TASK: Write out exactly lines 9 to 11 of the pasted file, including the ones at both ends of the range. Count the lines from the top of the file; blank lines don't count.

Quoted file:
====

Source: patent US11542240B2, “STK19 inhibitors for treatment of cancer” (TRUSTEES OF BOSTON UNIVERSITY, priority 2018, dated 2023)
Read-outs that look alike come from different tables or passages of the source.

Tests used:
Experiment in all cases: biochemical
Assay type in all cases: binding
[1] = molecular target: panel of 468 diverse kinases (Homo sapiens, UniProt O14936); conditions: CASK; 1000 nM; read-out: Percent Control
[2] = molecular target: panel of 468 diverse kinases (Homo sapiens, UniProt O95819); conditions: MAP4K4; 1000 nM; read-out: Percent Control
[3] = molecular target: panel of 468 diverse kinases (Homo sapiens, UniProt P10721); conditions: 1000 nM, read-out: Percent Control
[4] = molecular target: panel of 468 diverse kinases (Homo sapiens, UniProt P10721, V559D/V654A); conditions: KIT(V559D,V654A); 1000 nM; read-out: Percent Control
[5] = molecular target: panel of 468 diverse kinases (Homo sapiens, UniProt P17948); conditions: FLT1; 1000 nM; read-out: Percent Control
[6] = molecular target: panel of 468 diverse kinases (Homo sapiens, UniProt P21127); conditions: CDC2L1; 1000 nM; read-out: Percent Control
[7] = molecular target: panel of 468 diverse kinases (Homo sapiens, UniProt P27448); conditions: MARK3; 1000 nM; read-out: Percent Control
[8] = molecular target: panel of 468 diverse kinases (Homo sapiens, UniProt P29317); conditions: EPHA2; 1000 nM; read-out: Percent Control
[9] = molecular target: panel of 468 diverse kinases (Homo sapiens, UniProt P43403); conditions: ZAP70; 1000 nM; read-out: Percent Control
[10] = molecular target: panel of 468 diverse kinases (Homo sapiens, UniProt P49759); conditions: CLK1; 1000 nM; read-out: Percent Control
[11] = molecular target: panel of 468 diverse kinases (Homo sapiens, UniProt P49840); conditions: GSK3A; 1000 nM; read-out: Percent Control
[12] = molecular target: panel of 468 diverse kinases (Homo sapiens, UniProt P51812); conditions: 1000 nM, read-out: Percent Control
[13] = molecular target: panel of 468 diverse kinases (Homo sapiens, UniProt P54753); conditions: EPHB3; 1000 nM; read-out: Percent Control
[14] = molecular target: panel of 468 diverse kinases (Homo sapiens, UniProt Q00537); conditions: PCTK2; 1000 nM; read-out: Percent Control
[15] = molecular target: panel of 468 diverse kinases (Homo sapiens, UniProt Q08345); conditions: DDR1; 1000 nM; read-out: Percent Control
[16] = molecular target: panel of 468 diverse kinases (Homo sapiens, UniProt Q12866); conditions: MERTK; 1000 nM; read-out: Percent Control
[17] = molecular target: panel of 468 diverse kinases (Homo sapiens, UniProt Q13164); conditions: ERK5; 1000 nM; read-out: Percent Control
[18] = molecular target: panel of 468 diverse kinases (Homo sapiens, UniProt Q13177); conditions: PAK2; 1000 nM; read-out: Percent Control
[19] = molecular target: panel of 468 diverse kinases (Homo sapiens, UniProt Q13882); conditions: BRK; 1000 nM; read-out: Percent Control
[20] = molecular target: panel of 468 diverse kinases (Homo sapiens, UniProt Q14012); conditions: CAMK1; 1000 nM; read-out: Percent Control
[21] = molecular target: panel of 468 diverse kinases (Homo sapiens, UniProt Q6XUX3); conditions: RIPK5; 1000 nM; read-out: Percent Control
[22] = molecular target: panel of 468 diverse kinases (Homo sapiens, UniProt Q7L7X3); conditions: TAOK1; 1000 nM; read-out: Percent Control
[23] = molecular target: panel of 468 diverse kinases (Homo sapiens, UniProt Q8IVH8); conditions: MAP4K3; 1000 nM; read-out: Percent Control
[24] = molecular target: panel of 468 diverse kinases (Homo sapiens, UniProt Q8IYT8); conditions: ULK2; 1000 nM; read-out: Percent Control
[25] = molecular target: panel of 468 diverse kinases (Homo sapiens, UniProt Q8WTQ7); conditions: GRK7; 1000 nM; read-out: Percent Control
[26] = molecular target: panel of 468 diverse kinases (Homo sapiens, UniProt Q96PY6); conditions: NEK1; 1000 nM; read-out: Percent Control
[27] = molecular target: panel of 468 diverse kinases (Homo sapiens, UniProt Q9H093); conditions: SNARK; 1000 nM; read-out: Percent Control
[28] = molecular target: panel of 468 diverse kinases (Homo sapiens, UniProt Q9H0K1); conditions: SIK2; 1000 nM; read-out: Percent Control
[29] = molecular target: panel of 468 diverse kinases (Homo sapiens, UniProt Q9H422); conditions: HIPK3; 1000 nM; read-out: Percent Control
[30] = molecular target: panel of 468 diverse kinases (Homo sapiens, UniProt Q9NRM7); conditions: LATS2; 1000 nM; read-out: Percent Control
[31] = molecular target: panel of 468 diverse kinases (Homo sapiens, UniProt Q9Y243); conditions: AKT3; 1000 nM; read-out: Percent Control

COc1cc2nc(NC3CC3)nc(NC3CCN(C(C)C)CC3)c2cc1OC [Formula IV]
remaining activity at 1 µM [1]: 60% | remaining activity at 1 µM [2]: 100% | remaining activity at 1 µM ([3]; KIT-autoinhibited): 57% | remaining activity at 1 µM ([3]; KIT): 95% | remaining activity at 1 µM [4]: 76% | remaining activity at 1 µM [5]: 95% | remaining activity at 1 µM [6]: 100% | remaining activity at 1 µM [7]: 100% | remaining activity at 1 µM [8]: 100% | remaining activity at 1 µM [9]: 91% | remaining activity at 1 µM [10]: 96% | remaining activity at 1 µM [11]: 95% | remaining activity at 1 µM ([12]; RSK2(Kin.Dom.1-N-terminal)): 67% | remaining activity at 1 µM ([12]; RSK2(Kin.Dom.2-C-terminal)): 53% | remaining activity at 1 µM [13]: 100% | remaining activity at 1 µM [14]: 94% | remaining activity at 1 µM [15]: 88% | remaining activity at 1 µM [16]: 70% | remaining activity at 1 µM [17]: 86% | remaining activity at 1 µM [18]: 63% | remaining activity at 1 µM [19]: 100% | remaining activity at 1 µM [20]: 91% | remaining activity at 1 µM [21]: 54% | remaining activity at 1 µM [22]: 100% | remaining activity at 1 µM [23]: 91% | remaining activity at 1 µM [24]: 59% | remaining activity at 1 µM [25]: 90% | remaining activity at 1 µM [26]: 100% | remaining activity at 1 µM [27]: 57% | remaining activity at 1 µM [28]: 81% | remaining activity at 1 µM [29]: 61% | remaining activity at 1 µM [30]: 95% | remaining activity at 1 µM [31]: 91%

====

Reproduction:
[4] = molecular target: panel of 468 diverse kinases (Homo sapiens, UniProt P10721, V559D/V654A); conditions: KIT(V559D,V654A); 1000 nM; read-out: Percent Control
[5] = molecular target: panel of 468 diverse kinases (Homo sapiens, UniProt P17948); conditions: FLT1; 1000 nM; read-out: Percent Control
[6] = molecular target: panel of 468 diverse kinases (Homo sapiens, UniProt P21127); conditions: CDC2L1; 1000 nM; read-out: Percent Control